By Shane McGinley
Air cadet fell asleep while on solo flight, awoke 250km out to sea off Australian coast
A trainee Emirates Airline pilot passed out at the controls of an aircraft and was unconscious for 55 minutes while on a solo training flight near the Australian city of Adelaide.
A report by Australia’s Transport Safety Bureau (TSB) said the young Middle Eastern pilot blacked out at the controls, waking after 55 minutes to find the single-engine light aircraft had overshot the airport and had headed 250km out to sea.
The unnamed pilot, who was on a year-long Emirates Airlines scholarship at the Flight Training Adelaide institute, was flying solo and no passengers were onboard.
According to the TSB report, the pilot reported feeling hot and sweaty and climbed the aircraft to 1,980m in order to cool the cabin.
Air traffic control at Parafield Airport attempted to contact the pilot by radio but the calls went unanswered.
The plane, which only had enough fuel onboard for an additional 60 minutes, proceeded to fly itself out into open water until the pilot regained consciousness.
"The plane would have kept going until it ran out of fuel if he hadn't regained consciousness," bureau spokesman Dan O'Malley told Australia’s Herald Sun newspaper.
According to media reports in Australia, the pilot, who is in his 20s, has had his flying licence suspended following the incident.
“As the medical aspects of this case are currently under investigation, Emirates is unable to make any comment,” a spokesperson for the Dubai-based flag carrier said.
Now lets get ready for all the hatred comments from Emirates haters :)
By the way Abdulaziz , an Emirates scholarship does not necessarily assure him a job at Emirates - particularly now.
thank god no one got hurt. it could have happened to any one.
The fact that he was flying alone means that he has enough hours / experience to warrant such a flight. Him passing out at the controls may be due to a medical condition and has nothing to do with Emirates or Australia or the plane itself.
Whether we like Emirates or not, he's a lucky man to be alive today. I hope the condition that may have caused this, is not serious and that he can continue his ambition to become a commercial pilot.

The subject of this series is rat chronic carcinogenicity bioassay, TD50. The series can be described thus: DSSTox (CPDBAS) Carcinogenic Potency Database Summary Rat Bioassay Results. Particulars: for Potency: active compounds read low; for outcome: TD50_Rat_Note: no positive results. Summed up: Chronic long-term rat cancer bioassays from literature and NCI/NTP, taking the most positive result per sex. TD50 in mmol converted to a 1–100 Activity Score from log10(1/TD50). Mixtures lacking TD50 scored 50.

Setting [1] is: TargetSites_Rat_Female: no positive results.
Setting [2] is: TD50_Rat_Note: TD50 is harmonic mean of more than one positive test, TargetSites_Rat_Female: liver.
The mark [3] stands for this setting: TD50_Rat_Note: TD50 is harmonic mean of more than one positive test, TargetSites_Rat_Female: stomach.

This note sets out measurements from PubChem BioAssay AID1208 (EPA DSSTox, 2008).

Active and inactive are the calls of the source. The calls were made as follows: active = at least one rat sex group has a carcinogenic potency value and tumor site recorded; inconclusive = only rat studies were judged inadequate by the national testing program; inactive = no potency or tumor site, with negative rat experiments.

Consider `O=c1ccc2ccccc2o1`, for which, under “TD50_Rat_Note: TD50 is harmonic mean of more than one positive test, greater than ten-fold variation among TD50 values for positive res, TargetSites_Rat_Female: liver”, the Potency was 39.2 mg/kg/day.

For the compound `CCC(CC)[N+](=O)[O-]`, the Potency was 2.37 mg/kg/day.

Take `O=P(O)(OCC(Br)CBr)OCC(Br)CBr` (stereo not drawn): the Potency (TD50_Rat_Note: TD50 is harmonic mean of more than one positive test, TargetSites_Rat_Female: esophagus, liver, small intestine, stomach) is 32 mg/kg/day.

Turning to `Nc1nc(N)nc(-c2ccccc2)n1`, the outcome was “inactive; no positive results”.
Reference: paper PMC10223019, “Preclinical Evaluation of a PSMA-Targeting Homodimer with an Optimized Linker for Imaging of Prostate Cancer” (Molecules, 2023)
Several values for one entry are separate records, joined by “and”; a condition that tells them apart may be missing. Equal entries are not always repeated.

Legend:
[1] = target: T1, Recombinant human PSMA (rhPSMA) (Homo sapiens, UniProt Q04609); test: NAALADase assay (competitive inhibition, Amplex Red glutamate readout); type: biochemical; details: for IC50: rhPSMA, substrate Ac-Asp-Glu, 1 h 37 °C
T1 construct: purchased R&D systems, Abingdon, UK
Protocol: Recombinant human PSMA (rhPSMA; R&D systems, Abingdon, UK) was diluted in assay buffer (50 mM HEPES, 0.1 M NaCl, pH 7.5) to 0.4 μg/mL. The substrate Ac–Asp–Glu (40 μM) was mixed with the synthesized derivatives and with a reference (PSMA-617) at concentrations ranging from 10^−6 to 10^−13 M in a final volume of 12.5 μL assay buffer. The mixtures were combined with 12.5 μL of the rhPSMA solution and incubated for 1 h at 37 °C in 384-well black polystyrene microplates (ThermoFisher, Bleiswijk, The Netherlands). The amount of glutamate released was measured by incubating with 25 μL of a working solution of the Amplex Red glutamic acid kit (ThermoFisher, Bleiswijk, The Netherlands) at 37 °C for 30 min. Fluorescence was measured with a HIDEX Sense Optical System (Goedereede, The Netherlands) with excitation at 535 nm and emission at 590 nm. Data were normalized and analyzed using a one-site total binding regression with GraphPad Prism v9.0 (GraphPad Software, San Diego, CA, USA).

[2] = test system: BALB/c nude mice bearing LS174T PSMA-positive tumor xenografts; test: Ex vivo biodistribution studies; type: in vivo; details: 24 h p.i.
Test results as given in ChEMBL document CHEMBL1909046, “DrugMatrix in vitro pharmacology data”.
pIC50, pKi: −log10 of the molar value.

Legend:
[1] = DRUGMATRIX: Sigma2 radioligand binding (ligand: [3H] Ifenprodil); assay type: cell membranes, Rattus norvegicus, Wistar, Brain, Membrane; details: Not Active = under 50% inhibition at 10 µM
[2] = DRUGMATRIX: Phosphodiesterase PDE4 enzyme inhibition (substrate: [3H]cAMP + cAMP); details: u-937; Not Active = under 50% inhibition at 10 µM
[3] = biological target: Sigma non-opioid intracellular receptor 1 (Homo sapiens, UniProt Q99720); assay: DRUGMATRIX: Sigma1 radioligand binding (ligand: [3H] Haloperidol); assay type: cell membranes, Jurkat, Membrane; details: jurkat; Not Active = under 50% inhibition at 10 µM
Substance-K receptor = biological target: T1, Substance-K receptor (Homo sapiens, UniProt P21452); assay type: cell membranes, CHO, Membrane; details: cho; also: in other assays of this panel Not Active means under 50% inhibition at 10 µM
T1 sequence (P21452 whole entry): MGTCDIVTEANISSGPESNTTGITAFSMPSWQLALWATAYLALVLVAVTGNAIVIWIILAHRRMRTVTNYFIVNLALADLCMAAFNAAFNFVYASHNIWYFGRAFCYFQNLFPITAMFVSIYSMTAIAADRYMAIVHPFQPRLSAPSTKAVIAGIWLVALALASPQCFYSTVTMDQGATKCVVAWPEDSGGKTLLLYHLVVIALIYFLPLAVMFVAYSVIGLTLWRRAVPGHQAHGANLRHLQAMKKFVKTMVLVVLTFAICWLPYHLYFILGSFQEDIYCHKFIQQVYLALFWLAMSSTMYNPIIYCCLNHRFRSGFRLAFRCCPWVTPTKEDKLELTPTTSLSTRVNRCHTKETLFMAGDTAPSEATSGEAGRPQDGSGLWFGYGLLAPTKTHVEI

Poor fellow, his dreams of being a pilot look to be in ruins. But thats why you have extended training, you find these things out before you put many lives at risk.
Or maybe he fell asleep 'behind the wheel', because he did not follow protocol. Lets wait for the report to come out before we give sympathy or point fingers.
if you check the Parafield weather you can notice, it is min 3C to Max 19C, meaning the student could have the heater on which the heating system passes the warm exhaust air through the pipes, and if the exhaust pipe has leakage or holes due to careless maintenance could cause carbon monoxide poisoning. Hyperventilation and Hypoxia also could be the reason. If you check the Symptoms of quoted sicknesses, none of them first associate with feeling hot and sweaty that heart attack does.
Capt Hamid's comments about the temperature are incorrect. The incident happened in the Australian summer so he would not have had the heater on. December 27th - so why does it take five months for an investigation? Other pilots tell me that the altitude he climbed to should not have caused him to black out.
Lucky this did not happen over metropolitan Adelaide or he may have crashed into a home and killed innocent people. Training airports should be situated well away from our homes -
Why the search and rescue did not follow the plane, by helicopter, after the plane did not report after 30 mins, so it flew 60 mints. They could follow him by helicopter, and at least not like Hollywood movies send someone into the cabin but also search the crash site, and send divers to get the ditched pilot and give him assistance. It was a human onboard, and I believe the airplane must had transponder which appears over the airport screen, with SQWAK CODE. They did not cover him, and he could be alive. Poor the guy he switch the Auto pilot on, as knew his health is not cooperating. He did his job well done, but the controllers did not.